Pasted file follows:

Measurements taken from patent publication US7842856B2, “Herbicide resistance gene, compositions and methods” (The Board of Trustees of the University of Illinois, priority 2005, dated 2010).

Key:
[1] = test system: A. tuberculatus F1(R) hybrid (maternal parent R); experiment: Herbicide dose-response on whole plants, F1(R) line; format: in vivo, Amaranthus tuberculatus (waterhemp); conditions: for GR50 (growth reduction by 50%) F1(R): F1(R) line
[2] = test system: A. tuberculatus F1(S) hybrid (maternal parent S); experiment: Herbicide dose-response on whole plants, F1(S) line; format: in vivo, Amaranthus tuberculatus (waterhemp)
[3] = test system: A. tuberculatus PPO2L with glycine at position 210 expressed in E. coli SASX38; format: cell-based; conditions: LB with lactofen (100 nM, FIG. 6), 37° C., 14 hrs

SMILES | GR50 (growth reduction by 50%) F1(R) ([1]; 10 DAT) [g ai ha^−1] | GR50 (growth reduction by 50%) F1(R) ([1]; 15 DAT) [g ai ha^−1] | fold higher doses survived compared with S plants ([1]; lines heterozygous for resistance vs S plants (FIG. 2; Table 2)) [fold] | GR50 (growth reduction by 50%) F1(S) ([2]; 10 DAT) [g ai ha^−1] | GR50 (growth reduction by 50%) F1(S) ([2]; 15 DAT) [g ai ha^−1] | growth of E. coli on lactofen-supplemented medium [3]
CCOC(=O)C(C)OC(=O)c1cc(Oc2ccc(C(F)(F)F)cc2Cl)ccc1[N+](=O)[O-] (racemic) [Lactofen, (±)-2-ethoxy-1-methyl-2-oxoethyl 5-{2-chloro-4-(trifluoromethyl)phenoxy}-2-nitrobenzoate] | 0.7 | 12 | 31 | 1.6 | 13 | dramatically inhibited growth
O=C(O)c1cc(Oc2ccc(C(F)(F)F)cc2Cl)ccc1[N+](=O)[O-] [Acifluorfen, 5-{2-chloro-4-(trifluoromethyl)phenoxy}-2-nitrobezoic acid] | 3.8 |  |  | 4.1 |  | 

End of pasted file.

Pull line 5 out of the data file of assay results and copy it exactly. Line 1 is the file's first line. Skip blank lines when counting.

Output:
[3] = test system: A. tuberculatus PPO2L with glycine at position 210 expressed in E. coli SASX38; format: cell-based; conditions: LB with lactofen (100 nM, FIG. 6), 37° C., 14 hrs